Sorghum Research Paper

The plant has several uses as for grain, forage, feed, and bioenergy. As related to the nutritional value, sorghum contains approximately 11–13% protein, which is free of gluten presenting an advantage as a food supply from people suffering from celiac problems. doi: 10.2135/cropsci1991.0011183X003100030002x Cross Ref Full Text | Google Scholar Rakshit, S., Hariprasanna, K., Gomashe, S., Ganapathy, K. The research paper published in BMC Genomics notes that changes in sugar transport mechanisms could reveal the genetic pathways that lead to sugar remaining in the stalk of sweet sorghum, rather than moving to the seed.

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The final tiller number is dependent on the genotype, temperature, and nutrient resources. Dry matter accumulation patterns, yield, and N content of grain.

Final plant size as related to the aboveground portion is dependent on the plant response to photoperiod sensitivity and growing conditions; while the belowground section is composed by extensive fibrous root systems. doi: 10.2135/cropsci20 Cross Ref Full Text | Google Scholar Roy, R.

Sorghum yield improvement is tightly connected to changes in number of panicles per unit land area, increased kernel numbers, and increased final total grain weight.

Production factors such as non-uniform stands, row spacing, plant population, weed-competition, defoliation, water availability, and N applications directly affect yield components (Stickler and Wearden, 1965; Rajewski et al., 1991; M’Khaitir and Vanderlip, 1992; Norwood, 1992; Larson and Vanderlip, 1994; Limon-Ortega et al., 1998) impacting yield potential of grain sorghum. doi: 10.1104/pp.82.1.247 Pub Med Abstract | Cross Ref Full Text | Google Scholar Rajcan, I., and Tollenaar, M. Source: sink ratio and leaf senescence in maize: II.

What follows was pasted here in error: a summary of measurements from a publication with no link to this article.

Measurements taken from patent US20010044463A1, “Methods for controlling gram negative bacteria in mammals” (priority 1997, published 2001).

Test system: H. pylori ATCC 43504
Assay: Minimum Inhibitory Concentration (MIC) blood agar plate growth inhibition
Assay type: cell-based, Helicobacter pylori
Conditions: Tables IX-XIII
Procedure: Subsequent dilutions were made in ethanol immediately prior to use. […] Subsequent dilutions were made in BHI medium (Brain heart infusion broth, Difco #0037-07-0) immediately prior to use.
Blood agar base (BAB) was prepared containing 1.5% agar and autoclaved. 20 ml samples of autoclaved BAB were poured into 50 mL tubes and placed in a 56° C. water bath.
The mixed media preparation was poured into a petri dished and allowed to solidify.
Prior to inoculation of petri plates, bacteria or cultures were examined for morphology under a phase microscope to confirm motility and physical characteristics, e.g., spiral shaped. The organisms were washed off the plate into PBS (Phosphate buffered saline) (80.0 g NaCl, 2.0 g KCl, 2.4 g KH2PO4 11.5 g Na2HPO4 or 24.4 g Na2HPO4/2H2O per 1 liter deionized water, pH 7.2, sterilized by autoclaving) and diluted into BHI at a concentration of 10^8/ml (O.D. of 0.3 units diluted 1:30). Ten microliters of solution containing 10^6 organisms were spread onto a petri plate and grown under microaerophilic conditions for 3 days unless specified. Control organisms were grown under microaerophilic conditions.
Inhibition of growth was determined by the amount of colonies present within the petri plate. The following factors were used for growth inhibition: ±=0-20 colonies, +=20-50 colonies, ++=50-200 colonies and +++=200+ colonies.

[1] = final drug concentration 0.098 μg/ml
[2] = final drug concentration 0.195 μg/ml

Historical NUE gains in maize were primarily explained by improvements in N uptake, and consequently, NIE (Ciampitti and Vyn, 2012, 2013, 2014). doi: 10.2136/sssaj1984.03615995004800050030x Cross Ref Full Text | Google Scholar Pan, W.

Nonetheless, yield improvement has been indirectly accompanied by decreases in grain %N (Duvick and Mickelson, 1997; Ciampitti and Vyn, 2012, 2013). Improvements in NUE are subjected to the interplay between N supply (N from non-reproductive organs) and grain N demand, sink- (driven by grain number) and source-modulated (via restriction of grain N demand). For the last six decades, US sorghum (Sorghum bicolor L. Superior water use efficiency for grain sorghum as relative to other crops (such as corn and soybean), expressed as higher yield per unit of water, was documented in low-yielding, and water-limited environments (Stone et al., 2006). Historically, sorghum genetic improvement is related to changes in aboveground biomass production (increased leaf to stem ratio and higher leaf mass), longer panicle length, decrease in peduncle length, and superior root mass (Assefa and Staggenborg, 2011). doi: 10.1016/S0378-4290(98)00143-9 Cross Ref Full Text | Google Scholar Rajewski, J. A detailed literature review was performed and summarized on sorghum NUE (13 studies; 250 means) with three Eras, defined by the year of the study, named as Old Era (1965–1980); Transient Era (1981–2000); and New Era (2001–2014). Water supply: yield relationships developed for study of water management. The most remarkable outcomes from this synthesis were: (1) overall historical (1965–2014) cumulative yield gain was ); (2) NIE did not change across the same time period; (3) grain N concentration (grain %N) accounted for a large proportion (63%) of the variation in NIE; (4) NIE increased as grain %N diminished, regardless of the Eras; (5) Remobilized N was strongly () relationship, suggesting complex regulation processes governing N forces. For the main stem, leaf area increases until full expansion of the flag leaf occurs; a waxy bloom often covered leaf sheath and stem organs. Changes in area, yield gains, and yield stability of sorghum in major sorghum-producing countries, 1970 to 2009. Grains are developed in the head organ (in the uppermost section of the plant) after flowering time. For modern sorghum hybrids, N application improved yields via modification of aboveground biomass, seed number, and grain HI (Mahama et al., 2014). Improvement of NUE (yield to available N ratio) can be understood via dissecting NUE into two components: N recovery efficiency (NRE, plant N uptake to soil N supply) and (NIE, yield to plant N uptake ratio) (Ciampitti and Vyn, 2012).

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